Hank Jr. unleashes Thunderhead Hawkins on bawdy blues record

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Hank Williams Jr. poses in a recording studio on June 6, 2022, in Nashville, Tenn., to promote his new album "Rich White Honky Blues," under his alter ego Thunderhead Hawkins. The album shows the Country Music Hall of Famer's early influences from blues that later helped him develop his blue-collar Southern country rock sound. (AP Photo/Mark Humphrey)

NASHVILLE, Tenn. – Sometimes it's hard to tell who Hank Williams Jr. really is behind the dark sunglasses and the beard covering facial scars.

How much of him is a persona — or a stage presence — is further complicated by the fact that Williams takes on multiple identities, whether it's Bocephus or Thunderhead Hawkins, who is the centerpiece on his latest album. Sometimes he talks about himself in the third person as if he's reviewing a movie of his life.

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"I’m a Gemini,” said Williams, referencing the astrological sign that is represented by twins as a way of explaining who he is.

Williams has often defied easy characterizations. He is the son of an icon, the elder Hank Williams, whose tragic death left him at a young age with a legacy to both uphold and expand upon. After surviving a near fatal fall off a mountain in 1975, Williams took his own rowdy blue-collar Southern rock sound to new heights, changing the sound of country music.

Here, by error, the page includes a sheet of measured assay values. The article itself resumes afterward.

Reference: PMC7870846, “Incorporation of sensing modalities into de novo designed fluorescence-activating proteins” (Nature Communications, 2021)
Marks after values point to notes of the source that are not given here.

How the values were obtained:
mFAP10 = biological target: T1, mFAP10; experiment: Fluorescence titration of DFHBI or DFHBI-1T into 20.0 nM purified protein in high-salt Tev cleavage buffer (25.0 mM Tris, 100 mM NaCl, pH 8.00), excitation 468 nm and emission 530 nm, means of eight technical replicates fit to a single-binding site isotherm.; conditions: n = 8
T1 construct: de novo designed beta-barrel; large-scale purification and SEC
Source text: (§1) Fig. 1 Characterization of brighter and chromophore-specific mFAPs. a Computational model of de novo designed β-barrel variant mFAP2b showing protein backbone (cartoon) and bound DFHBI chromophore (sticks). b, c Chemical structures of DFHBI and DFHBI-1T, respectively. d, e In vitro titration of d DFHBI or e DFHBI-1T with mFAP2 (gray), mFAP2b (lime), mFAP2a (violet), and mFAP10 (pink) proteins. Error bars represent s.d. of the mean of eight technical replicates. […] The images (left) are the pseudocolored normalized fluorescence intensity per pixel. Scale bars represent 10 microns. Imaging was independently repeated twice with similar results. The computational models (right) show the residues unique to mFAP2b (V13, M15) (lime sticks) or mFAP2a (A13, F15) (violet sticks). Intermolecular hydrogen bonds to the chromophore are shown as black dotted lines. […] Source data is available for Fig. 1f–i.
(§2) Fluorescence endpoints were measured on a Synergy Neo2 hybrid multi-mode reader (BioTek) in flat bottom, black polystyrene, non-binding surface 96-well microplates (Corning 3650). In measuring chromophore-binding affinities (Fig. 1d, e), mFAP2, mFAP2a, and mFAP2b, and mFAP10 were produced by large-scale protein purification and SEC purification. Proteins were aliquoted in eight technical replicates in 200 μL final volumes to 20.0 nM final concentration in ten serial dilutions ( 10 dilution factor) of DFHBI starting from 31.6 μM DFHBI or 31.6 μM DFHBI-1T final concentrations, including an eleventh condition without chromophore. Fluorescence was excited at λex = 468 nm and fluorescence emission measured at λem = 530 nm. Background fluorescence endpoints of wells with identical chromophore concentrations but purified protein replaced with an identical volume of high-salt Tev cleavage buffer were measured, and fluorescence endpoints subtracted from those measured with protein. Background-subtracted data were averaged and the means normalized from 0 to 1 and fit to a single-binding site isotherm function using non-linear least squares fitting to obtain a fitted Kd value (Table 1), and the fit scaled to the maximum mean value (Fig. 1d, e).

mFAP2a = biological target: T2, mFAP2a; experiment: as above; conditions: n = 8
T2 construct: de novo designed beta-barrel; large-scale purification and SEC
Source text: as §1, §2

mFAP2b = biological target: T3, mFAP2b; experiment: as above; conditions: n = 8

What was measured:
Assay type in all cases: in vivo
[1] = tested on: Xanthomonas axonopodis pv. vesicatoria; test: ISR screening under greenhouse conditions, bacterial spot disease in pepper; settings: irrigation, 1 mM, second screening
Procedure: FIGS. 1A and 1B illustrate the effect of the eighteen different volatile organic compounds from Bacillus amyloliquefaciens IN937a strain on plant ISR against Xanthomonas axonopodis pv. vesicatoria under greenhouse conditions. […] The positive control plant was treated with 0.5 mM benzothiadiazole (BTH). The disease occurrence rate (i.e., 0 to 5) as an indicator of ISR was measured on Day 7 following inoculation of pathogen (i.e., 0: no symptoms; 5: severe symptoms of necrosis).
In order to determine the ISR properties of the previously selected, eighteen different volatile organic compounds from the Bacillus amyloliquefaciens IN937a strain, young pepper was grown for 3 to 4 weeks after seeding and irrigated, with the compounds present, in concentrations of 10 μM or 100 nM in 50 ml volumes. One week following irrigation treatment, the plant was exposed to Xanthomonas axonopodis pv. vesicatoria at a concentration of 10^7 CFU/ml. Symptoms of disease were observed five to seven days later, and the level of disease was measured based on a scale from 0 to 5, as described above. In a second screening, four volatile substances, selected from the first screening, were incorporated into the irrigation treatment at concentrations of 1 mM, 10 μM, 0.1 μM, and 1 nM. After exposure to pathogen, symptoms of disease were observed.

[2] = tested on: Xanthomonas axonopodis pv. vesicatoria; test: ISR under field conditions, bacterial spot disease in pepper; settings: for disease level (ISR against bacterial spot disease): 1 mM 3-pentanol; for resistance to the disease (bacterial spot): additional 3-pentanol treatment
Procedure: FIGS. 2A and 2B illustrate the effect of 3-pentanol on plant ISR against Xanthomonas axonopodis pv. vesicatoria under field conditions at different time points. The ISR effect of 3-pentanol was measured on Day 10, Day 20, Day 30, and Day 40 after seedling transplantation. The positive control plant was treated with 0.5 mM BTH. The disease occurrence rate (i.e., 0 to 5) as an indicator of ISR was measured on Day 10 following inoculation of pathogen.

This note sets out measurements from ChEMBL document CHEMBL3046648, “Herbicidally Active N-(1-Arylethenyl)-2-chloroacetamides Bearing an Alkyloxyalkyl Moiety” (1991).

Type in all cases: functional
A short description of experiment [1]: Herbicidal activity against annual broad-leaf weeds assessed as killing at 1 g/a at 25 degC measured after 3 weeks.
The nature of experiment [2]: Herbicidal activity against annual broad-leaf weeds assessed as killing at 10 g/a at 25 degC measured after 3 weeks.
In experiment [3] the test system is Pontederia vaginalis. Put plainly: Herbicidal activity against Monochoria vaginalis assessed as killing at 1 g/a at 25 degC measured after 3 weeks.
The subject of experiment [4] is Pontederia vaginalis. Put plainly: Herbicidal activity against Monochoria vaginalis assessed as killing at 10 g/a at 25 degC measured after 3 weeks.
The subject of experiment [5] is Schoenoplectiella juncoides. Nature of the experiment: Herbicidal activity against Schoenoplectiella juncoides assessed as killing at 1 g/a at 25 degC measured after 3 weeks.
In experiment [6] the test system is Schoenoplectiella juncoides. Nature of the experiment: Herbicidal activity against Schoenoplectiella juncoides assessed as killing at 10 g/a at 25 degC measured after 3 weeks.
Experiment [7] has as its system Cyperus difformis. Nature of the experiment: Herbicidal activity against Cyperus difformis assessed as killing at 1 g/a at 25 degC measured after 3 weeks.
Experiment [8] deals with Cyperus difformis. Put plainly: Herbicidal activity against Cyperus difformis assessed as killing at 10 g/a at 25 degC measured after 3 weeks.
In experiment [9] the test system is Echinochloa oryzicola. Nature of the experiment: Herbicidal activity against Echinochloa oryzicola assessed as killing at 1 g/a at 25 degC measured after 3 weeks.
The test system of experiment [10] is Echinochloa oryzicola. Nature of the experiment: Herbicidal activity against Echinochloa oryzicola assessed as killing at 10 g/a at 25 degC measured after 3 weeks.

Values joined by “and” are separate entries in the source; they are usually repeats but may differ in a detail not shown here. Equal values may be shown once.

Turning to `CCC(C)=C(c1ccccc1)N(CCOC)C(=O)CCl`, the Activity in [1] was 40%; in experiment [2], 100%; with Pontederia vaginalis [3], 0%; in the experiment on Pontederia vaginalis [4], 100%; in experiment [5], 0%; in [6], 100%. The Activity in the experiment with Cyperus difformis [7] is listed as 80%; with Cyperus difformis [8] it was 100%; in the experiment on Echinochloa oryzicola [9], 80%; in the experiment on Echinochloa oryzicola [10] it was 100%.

His new record, “Rich White Honky Blues,” his first album since 2016, gives more insight into the Country Music Hall of Famer's early years and the influences that would eventually make him a singular artist.

Blues has always been a part of his musical DNA. His father learned to play guitar in Alabama from a Black bluesman named Rufus “Tee Tot” Payne, but his parents were running a boarding house and had few resources.

“They don’t have money to give him, but they did have food for the guitar lessons,” said Williams of Payne.

After his father’s death at age 29, Williams Jr. was expected at an early age to follow in his footsteps. By the time he was 8, he was performing his late father’s songs on stage, but on the car rides home, he was listening to blues by the likes of Bobby Blue Bland and late-night broadcasts of WLAC, a Nashville-based radio station that played rhythm and blues.“I’m not listening to the Grand Ole Opry,” said Williams. “Never been a member of the Grand Ole Opry. Never will be. Period. And I’ve done pretty good.”

Williams moved away from the traditional country that his father was known for and started merging genres — Delta blues, hard rock, country, soul — alongside bands like the Marshall Tucker Band and Lynyrd Skynyrd.

His No. 1 hits include “A Country Boy Can Survive,” “Family Tradition” and “All My Rowdy Friends Are Comin’ Over Tonight,” which later became the opening theme song for “Monday Night Football.” He's been named entertainer of the year multiple times by the Country Music Association and the Academy of Country Music and won a Grammy for best country vocal collaboration.

But he also has become headline fodder for his boisterousness and brashness, especially in his later years. He's not quiet about his conservative political beliefs, likes singing about God, guns and the South. His comments once cost him the “Monday Night Football” intro spot.